So I was forced to miss the first half of the Yankees-Red Sox Game yesterday because I was busy watching Sam Shepard’s new play “Kicking a Dead Horse,” which might have been more appropriately titled, “Ninety minutes of My Life I’ll Never Get Back,” “I wonder if I can Check the Score For the Game on my Blackberry Without Anybody Noticing” or “End. Please. Just End.” In the spirit of full disclosure, before I proceed with my review, I feel it’s only fair that I tell you that I was sleeping for a good chunk of the performance. I would gladly have slept for more but for the fact that my slumber was continuously interrupted at random intervals by the sound of the play’s disgruntled protagonist kicking the horse to which the title refers. I don’t know what it sounds like to kick a horse because it somehow just never felt right to try, but I suspect that real horses—alive or dead—do not produce the annoying, disruptive-to-sleep, clanging, metallic sound that this fake one did when kicked repeatedly and for no reason by the play’s main character—it’s only character.
I was awake for enough of the play to have gathered that the hero had set out on what was supposed to be a life-altering journey until his plans were thwarted early on by the unexpected death of his horse. Having dug a hole in which to bury the horse, he spent the duration of the play trying unsuccessfully to get the horse into the hole, kicking the poor thing out of frustration and talking endlessly about boring stuff like his new cowboy hat and what a good person he was and the need for “authenticity.” Shepard, to his credit, must have realized at a certain point how dull his play had become and decided that, in order to make it more interesting, he would engage his character in a dialogue with an alter ego of sorts. Unfortunately, just because you have a guy onstage talking to himself in two slightly different voices, one voice being kind of annoying and one being really annoying, it doesn’t mean that you can trick the audience into thinking that something is actually happening. If you wanted to have people onstage talking to each other, Sam, you should have written a play with more people in it. True, it would have to have been a different play entirely, but maybe that play would have actually been a good play.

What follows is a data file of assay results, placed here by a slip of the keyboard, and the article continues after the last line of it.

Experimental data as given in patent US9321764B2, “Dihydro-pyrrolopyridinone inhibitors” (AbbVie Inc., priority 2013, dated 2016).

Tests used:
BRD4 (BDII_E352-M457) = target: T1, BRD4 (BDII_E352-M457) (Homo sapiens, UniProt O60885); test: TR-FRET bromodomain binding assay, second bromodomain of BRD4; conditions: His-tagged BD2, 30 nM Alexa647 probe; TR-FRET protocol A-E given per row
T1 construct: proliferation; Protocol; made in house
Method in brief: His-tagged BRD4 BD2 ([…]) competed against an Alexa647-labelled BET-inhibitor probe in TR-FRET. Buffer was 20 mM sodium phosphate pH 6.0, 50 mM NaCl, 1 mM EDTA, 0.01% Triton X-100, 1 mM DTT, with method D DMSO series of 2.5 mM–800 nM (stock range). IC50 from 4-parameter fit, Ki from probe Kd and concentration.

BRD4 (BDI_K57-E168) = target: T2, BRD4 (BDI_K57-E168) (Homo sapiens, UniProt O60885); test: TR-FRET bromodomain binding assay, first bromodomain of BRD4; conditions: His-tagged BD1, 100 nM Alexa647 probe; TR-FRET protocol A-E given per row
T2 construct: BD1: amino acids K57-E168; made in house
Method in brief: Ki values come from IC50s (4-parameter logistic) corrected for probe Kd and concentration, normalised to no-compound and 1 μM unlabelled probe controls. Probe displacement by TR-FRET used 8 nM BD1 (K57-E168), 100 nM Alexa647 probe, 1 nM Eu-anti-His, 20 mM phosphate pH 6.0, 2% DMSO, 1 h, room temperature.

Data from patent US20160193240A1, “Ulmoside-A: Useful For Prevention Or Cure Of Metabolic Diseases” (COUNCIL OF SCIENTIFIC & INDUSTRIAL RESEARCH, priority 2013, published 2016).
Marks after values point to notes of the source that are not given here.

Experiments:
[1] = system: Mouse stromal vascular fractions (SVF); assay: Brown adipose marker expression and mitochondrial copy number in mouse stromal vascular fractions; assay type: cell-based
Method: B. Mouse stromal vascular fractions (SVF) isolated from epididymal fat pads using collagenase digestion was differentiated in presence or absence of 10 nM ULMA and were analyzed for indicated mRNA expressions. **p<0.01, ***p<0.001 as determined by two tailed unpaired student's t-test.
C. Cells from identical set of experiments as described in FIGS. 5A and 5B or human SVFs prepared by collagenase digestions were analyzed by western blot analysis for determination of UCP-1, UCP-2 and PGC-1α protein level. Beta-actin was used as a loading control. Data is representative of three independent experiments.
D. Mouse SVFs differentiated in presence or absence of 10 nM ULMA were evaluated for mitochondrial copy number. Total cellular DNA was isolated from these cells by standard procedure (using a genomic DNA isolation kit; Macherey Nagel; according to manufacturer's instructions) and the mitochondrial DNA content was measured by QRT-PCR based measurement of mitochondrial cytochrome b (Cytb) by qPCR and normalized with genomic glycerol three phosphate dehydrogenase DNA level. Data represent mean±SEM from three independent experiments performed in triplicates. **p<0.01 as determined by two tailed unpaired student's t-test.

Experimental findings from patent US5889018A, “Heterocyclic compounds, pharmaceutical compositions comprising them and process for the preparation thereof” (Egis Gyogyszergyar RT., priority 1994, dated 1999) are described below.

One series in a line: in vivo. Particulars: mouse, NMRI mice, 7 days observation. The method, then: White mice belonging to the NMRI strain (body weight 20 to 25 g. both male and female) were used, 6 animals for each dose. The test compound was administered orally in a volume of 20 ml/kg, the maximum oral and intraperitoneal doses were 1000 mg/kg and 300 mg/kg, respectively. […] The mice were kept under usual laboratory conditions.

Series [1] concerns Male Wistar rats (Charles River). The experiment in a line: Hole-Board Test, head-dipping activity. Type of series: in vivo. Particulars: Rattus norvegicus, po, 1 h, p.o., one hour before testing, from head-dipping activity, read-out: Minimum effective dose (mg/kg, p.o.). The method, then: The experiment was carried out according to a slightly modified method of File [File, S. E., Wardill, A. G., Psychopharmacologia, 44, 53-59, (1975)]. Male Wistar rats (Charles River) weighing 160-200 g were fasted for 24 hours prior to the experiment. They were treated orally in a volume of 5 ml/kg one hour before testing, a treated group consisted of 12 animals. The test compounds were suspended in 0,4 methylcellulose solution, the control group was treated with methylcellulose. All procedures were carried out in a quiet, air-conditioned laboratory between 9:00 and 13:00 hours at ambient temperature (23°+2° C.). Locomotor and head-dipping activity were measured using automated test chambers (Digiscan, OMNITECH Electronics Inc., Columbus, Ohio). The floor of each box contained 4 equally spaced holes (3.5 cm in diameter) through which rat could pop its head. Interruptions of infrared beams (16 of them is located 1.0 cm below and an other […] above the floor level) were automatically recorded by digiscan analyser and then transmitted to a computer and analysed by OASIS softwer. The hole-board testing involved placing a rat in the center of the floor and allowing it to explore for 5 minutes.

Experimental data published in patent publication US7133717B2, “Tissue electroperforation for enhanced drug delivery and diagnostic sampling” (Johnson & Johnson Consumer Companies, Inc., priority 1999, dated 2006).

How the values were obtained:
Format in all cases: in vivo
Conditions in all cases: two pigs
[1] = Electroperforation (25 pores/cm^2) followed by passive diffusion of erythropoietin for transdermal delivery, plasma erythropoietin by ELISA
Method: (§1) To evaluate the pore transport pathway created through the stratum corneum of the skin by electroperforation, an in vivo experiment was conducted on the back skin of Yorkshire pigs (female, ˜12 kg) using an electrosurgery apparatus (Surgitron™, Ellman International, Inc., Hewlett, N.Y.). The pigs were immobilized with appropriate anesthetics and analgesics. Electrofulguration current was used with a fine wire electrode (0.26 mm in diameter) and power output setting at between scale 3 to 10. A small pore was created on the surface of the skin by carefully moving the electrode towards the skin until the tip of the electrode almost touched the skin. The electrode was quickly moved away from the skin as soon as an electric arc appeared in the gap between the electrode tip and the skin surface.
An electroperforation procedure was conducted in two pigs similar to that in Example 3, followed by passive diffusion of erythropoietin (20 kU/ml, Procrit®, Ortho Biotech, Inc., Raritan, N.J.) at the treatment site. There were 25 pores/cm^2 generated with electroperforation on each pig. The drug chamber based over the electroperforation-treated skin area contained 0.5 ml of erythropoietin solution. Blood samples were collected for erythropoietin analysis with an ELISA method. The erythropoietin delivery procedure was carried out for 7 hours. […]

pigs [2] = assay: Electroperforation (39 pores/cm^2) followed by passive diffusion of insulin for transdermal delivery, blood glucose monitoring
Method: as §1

If you’re reading this and thinking that the reason I didn’t like the play was because I didn’t get it, don’t underestimate me. I enjoy existentialism as much as the next person. (In my vision, the next person is a fan of existentialism.) I just happen to be able to discern between the clever and the pretentious. I won’t be tricked into feeling dumb because someone told me that this play was supposed to remind me of Beckett. The reason I like Beckett is because he delivers his points through the use of witty banter and repartee rather than instilling in the audience the sense of interminable hopelessness to which his plays allude. Call me crazy, but my feeling is that just because a play is about the sometimes futile nature of existence doesn’t mean that one should experience a sense of futility while watching it.